‘Relay’ might get second wind here

Summer reporter
Stephanie Hagenaars

After a decline in participation over the years, it looked as though this year’s “Relay for Life” would be the last one here.
But it seems the possibility of no longer holding the annual cancer fundraiser fired up a few teams–and brought forth new volunteers for next year’s committee.
“A lot of people said, ‘Well, that’s terrible,'” noted lead organizer Monica Sus.
“I had no volunteers two days ago, and now I have volunteers and they’re all talking about next year,” she remarked.
This year’s event was held Saturday afternoon at the new Rainy Lake Square, with participants walking up and down Scott Street between Mowat and Portage Avenue.
Anneda Chabot, a member of this year’s “Relay for Life” committee, said a lot of people came forward Saturday offering their time and ideas to hopefully bring back the original “Relay for Life” activities.
“We’ve recruited enough [people] to start a whole new committee,” she noted.
Only five teams had signed up for this year’s “Relay” but almost $18,000 was raised.
Sus said the money raised will go to the Canadian Cancer Society, with a portion staying here to help local patients.
More than half of this year’s funds was raised by “Cancer Cougars,” whose team captain, Susie Stafford, currently is battling cancer.
Five years ago, Stafford wanted to raise $10,000 for the Canadian Cancer Society. But over the years, she had not reached her fundraising goal.
This year, however, through pledges, donations, and a penny table, Stafford and the team met her $10,000 goal.
A handful of “Relay” participants also had their heads shaved Saturday, including Stafford’s family.
The person who kicked off the head-shaving Saturday afternoon was 74-year-old Jacqueline Csik, who is celebrating her 30th year of surviving cancer.
She was diagnosed with Stage 2 Hodgkins Lymphoma back in 1988.
Over time, she had been involved in cancer treatment trials, such as nitrogen mustard and Tamoxifen, which both still are used in some form today.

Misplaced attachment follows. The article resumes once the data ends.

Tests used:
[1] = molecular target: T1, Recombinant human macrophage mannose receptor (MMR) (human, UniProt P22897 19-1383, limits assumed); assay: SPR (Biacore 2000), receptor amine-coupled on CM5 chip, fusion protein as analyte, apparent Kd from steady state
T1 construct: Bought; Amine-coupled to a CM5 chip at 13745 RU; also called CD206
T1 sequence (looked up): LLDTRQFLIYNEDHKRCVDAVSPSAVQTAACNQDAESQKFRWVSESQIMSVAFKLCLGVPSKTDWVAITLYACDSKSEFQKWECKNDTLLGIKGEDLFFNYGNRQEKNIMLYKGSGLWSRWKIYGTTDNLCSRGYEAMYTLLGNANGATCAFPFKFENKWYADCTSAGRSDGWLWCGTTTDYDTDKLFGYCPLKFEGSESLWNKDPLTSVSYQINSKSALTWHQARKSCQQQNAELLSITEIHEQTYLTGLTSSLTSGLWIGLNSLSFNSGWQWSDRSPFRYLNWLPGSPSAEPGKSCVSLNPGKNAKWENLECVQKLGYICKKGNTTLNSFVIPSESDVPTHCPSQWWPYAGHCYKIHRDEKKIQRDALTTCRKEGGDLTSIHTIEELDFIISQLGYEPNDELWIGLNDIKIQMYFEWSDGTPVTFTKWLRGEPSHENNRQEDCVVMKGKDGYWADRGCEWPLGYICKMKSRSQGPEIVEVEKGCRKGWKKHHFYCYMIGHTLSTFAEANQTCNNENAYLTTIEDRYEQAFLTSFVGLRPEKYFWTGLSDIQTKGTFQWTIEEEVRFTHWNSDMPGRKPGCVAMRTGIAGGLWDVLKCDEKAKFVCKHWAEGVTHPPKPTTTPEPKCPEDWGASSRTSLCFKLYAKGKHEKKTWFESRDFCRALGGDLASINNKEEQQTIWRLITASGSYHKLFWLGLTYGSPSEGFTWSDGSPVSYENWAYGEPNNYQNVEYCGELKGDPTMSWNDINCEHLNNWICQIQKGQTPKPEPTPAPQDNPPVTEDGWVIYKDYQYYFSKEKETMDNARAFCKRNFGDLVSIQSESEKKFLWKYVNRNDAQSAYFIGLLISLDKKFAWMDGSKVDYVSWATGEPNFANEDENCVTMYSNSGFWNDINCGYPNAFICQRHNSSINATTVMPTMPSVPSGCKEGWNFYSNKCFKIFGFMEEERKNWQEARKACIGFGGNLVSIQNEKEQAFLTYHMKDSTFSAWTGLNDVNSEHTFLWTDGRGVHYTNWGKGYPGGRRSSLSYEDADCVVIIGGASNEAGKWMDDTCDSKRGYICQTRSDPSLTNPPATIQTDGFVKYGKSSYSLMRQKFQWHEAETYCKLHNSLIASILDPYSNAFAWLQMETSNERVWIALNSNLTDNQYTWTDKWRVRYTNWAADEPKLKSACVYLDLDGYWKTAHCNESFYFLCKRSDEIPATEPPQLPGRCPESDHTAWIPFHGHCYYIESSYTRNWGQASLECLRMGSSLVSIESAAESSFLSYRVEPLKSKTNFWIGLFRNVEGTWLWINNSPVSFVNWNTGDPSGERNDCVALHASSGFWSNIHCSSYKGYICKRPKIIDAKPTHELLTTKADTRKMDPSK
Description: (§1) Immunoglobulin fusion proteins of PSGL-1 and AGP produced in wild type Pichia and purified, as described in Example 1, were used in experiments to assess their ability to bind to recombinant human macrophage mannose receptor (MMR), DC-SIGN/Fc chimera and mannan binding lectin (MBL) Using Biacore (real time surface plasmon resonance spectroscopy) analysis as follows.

“I used to be 5’6”. “I’m five-foot [now] but you know what? I’m still here,” Csik said.
She added she wanted to have her head shaved to not only celebrate her 30th anniversary, but for her friends and family that also have been affected by the disease.
“I thought, ‘It’s time I did something,'” Csik reasoned.
After the head-shaving was finished, the “Relay for Life” opened, beginning with the survivors’ Victory Lap.
Bev McCoy, whose team “Wings of Hope” raised more than $3,000, said they walk in memory of the people they knew either fought cancer or currently is fighting it.
“This is the one way we can support them,” she noted. “It just something that we feel we need to do because we can’t to anything else.”
The team is hopeful the event will return next year.
“Oldie Goldies” member Josie Schill said she and her husband, Luke, walk because they are both cancer survivors and she “believe[s] in supporting cancer research.”
“I just believe in the program,” she remarked. “Since we both had cancer, it has really touched us.”
Schill also makes jam, which she sold at this year’s event, with all of the proceeds going to the Canadian Cancer Society.
“‘Relay for Life’ is an amazing event,” echoed “Cancer Cougars” team member Heather Gunderson-Wensley.
“People are so generous . . . and the money is going to a great cause that hopefully, one day, there will be something that people don’t have to suffer and there will be a cure,” she added.
As far as this perhaps being the last year of “Relay for Life” here, Gunderson-Wensley said she understands how tough it can be to plan the event every year.
But she added the “Relay” means so much to the team–and so many others.
“We have three people on our team who have joined the committee to help it go for next year,” Gunderson-Wensley noted.
“I hope it doesn’t fold. It would be a shame.”